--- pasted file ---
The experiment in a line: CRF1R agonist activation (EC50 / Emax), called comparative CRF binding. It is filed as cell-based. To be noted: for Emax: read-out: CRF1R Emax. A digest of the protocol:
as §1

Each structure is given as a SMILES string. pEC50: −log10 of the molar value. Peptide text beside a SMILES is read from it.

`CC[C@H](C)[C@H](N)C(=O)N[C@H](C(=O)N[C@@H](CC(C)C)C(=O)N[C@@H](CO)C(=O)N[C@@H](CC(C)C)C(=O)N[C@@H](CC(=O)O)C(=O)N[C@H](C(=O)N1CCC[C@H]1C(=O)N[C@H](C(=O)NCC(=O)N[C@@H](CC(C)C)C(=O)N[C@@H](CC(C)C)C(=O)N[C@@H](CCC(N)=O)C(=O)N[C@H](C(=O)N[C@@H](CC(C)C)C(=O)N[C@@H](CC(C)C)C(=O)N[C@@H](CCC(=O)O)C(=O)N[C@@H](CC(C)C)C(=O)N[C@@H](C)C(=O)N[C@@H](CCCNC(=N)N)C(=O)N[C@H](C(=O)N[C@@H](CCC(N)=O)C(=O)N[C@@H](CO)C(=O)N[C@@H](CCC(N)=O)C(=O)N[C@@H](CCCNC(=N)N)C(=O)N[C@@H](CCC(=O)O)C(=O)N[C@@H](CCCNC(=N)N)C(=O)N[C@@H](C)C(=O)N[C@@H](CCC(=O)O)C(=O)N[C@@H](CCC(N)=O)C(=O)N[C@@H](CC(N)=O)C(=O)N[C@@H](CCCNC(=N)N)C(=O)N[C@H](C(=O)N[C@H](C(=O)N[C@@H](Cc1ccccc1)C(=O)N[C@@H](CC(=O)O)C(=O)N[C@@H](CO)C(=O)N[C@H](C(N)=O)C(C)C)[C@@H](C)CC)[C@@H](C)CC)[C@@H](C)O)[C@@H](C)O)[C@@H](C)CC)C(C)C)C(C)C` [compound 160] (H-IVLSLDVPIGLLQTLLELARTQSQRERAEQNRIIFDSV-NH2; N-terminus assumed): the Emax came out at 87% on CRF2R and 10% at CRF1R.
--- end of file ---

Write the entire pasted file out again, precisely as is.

The experiment in a line: CRF1R agonist activation (EC50 / Emax), called comparative CRF binding. It is filed as cell-based. To be noted: for Emax: read-out: CRF1R Emax. A digest of the protocol:
as §1

Each structure is given as a SMILES string. pEC50: −log10 of the molar value. Peptide text beside a SMILES is read from it.

`CC[C@H](C)[C@H](N)C(=O)N[C@H](C(=O)N[C@@H](CC(C)C)C(=O)N[C@@H](CO)C(=O)N[C@@H](CC(C)C)C(=O)N[C@@H](CC(=O)O)C(=O)N[C@H](C(=O)N1CCC[C@H]1C(=O)N[C@H](C(=O)NCC(=O)N[C@@H](CC(C)C)C(=O)N[C@@H](CC(C)C)C(=O)N[C@@H](CCC(N)=O)C(=O)N[C@H](C(=O)N[C@@H](CC(C)C)C(=O)N[C@@H](CC(C)C)C(=O)N[C@@H](CCC(=O)O)C(=O)N[C@@H](CC(C)C)C(=O)N[C@@H](C)C(=O)N[C@@H](CCCNC(=N)N)C(=O)N[C@H](C(=O)N[C@@H](CCC(N)=O)C(=O)N[C@@H](CO)C(=O)N[C@@H](CCC(N)=O)C(=O)N[C@@H](CCCNC(=N)N)C(=O)N[C@@H](CCC(=O)O)C(=O)N[C@@H](CCCNC(=N)N)C(=O)N[C@@H](C)C(=O)N[C@@H](CCC(=O)O)C(=O)N[C@@H](CCC(N)=O)C(=O)N[C@@H](CC(N)=O)C(=O)N[C@@H](CCCNC(=N)N)C(=O)N[C@H](C(=O)N[C@H](C(=O)N[C@@H](Cc1ccccc1)C(=O)N[C@@H](CC(=O)O)C(=O)N[C@@H](CO)C(=O)N[C@H](C(N)=O)C(C)C)[C@@H](C)CC)[C@@H](C)CC)[C@@H](C)O)[C@@H](C)O)[C@@H](C)CC)C(C)C)C(C)C` [compound 160] (H-IVLSLDVPIGLLQTLLELARTQSQRERAEQNRIIFDSV-NH2; N-terminus assumed): the Emax came out at 87% on CRF2R and 10% at CRF1R.